I've lived and been all over, but grew up mostly in Texas. I've done a bit of everything and held many jobs; including four years in the navy. Somehow, all of this brought me to Los Angeles and to photography. I've only been shooting for a few years, but it's now what I love and I can't see myself ever putting down my camera.

For the most part, I photograph only women. I don't know why, but I seem to connect better with them. It's just easy for me to sit and talk to a girl. I don't try to objectify, or put myself first. I genuinely care about everyone I shoot with and I think that comes through in my work. they deserve as much credit as myself.

One final thing... I have a gorgeous wife of four years, and none of this would be possible if she weren't so understanding and supportive of what I do. I know I'm not easy to deal with, but she stands beside me and I really am thankful... I think I should tell her that more.




I love lines and wrinkles, scars and moles... I love rolls and bellies. I love eyes and lips and hands, uncovered and powder removed... I love skin. It all tells the story of our lives, of who we are and where we have been. It's always honest and I find that more beautiful than anything. I don't care for planning and I love the clothes that you wake up in... I want a shoot to have a life of its own. I want the photos to breathe, and to tell a story or maybe just give you a glimpse of who you are when all the walls come down. Sometimes everything just works... I don't think, I just start clicking away... and when it's done, I can't remember half of what I did.

In photography, there is a place for everything, but this is what works for me.




We are given this fake idea of beauty and perfection. We have ten year old girls with eating disorders and women crying when they look in the mirror. Let people be as they are and show the beauty in that. I actually wrote about American Apparel a while ago but forgot about it until you asked this. Sorry to be long winded but this is what I wrote and I think it pretty much sums it up...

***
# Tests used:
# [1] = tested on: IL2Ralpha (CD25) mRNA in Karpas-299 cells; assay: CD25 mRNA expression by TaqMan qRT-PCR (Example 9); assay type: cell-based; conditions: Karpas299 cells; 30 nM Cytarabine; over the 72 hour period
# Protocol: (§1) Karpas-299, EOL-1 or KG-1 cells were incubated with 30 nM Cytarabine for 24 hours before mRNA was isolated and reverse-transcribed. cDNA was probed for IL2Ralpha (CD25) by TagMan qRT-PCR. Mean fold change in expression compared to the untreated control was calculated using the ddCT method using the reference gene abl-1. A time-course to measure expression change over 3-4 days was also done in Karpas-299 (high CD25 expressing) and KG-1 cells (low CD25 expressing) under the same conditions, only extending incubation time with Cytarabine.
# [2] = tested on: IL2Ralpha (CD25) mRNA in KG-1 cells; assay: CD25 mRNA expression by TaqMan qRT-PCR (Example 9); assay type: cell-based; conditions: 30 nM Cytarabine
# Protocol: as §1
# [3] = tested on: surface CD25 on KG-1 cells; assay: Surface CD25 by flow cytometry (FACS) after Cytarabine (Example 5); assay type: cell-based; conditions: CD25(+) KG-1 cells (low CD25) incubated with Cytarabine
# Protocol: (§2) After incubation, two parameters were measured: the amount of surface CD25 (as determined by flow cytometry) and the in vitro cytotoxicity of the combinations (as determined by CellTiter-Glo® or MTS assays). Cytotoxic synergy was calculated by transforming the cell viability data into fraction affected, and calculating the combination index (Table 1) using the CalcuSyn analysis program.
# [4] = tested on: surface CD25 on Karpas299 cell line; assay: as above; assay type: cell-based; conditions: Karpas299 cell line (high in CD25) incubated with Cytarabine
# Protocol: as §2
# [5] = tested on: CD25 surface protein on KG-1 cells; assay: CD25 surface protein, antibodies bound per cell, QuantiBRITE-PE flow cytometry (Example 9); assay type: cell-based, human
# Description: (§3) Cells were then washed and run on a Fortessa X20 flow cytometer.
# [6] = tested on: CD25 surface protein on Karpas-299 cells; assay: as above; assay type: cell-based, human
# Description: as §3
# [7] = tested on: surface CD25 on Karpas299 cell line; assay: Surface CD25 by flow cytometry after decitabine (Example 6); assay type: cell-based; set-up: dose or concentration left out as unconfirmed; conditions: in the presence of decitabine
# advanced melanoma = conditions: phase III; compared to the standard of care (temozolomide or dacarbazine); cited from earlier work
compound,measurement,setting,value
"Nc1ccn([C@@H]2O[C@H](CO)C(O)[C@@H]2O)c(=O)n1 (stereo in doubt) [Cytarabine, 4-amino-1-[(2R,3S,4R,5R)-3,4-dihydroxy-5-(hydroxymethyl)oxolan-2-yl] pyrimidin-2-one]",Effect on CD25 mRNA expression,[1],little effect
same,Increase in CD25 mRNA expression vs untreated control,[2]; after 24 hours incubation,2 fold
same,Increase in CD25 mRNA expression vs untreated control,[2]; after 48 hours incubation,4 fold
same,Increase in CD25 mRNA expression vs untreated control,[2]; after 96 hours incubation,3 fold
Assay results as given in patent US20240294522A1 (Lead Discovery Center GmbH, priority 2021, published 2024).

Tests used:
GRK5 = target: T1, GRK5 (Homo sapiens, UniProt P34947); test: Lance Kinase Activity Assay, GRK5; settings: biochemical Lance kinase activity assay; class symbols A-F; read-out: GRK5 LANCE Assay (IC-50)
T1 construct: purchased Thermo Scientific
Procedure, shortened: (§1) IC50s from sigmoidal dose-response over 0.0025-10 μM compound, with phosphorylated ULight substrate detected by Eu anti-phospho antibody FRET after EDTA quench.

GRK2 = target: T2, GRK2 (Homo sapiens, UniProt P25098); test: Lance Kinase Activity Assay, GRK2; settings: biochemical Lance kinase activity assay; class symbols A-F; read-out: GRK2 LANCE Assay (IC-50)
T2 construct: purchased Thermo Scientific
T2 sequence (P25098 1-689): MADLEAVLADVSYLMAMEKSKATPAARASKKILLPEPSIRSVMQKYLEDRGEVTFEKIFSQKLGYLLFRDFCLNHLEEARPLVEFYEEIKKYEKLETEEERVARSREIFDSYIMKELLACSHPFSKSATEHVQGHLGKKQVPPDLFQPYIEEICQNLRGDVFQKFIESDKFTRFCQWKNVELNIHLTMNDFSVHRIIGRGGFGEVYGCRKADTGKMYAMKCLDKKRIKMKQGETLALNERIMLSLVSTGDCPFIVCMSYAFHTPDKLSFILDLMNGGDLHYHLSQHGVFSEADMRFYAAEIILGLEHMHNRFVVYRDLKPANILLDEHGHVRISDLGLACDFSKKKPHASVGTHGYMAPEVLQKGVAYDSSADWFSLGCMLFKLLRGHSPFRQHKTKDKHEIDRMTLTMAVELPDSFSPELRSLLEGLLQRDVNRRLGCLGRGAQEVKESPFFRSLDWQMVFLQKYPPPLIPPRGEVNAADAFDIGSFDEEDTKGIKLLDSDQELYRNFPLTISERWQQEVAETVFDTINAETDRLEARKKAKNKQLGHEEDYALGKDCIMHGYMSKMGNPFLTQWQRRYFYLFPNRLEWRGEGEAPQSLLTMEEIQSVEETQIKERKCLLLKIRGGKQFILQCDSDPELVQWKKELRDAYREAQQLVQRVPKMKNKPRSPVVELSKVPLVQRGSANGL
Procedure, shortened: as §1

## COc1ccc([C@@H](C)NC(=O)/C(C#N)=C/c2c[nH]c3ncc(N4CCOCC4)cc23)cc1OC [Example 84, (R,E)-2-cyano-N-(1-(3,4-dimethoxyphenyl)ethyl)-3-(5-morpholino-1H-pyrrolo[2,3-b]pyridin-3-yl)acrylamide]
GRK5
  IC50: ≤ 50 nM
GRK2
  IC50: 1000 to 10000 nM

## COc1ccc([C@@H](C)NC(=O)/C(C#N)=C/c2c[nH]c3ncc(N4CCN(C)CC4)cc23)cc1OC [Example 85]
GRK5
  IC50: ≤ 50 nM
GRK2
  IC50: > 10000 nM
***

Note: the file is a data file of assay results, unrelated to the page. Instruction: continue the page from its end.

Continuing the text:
I remember when I first heard of American Apparel, and I loved it. There was this beautifully simple, well designed piece of fabric that was made locally and shown on real women. It inspired some sort of pride that by wearing it you were a part of something better, a part of something real, something genuine that didn't come from a boardroom or a paper-thin runway. It was something that came from us, from the people, and that was beautiful.

Maybe I had blinders on, maybe I was just looking at a fairy tale. But, I did see something, something that I thought could be great, something that I thought could have revolutionized the industry. Imagine, photographing real women of all types, in well made clothes that were absent of all the logos and banners that are splattered across every inch of our lives. It was like taking everything we knew and then doing the opposite, and it was beautiful.

The company could have revolutionized the industry and the way we see women. It could have changed who we see as models and who we consider beautiful. I believe it could have changed the way every girl in the world sees herself, and the way everyone else sees her.

...But it didn't. Instead of revolutionizing how we see women, it objectified them. Instead of being associated with taking women a step further, it is associated with porn and rape.

I believe the initial intentions of Dov were good. Why else would you refuse to outsource, pay your factory workers between $1318 USD per hour, offering low-cost full-family healthcare for employees, and take a company position on immigration reform.Too bad the women in his life and on the billboard weren't shown the same respect as the workers that made the clothes.

I really do hate to see something that could have been so much end up like it has. I hate that it could have made such a change, but fell the opposite direction. I think opportunity is still there, maybe even for American Apparel, maybe for someone else. I think the time has come and people are ready, ready to see something better, something real, something genuine.I believe they want something they can be a part of and something they can believe in. It might sound ideological to believe that a clothing company could have such an impact on how we see each other, but I believe it could and I believe it can.




You know what, I don't have a clue if I will ever actually turn a profit... but I love shooting, and people seem to like what I do. I still have a lot to learn, and I can only see myself growing as a photographer and getting to meet a lot of really great people. So yeah, I'm pretty damn happy about where I'm headed.



JUNNNKTANK is an online zine which has existed in one form or another since 2006.
For over a decade, the focus has been on highlighting the efforts of inspiring individuals and artists from around the world.


Submissions are always welcome to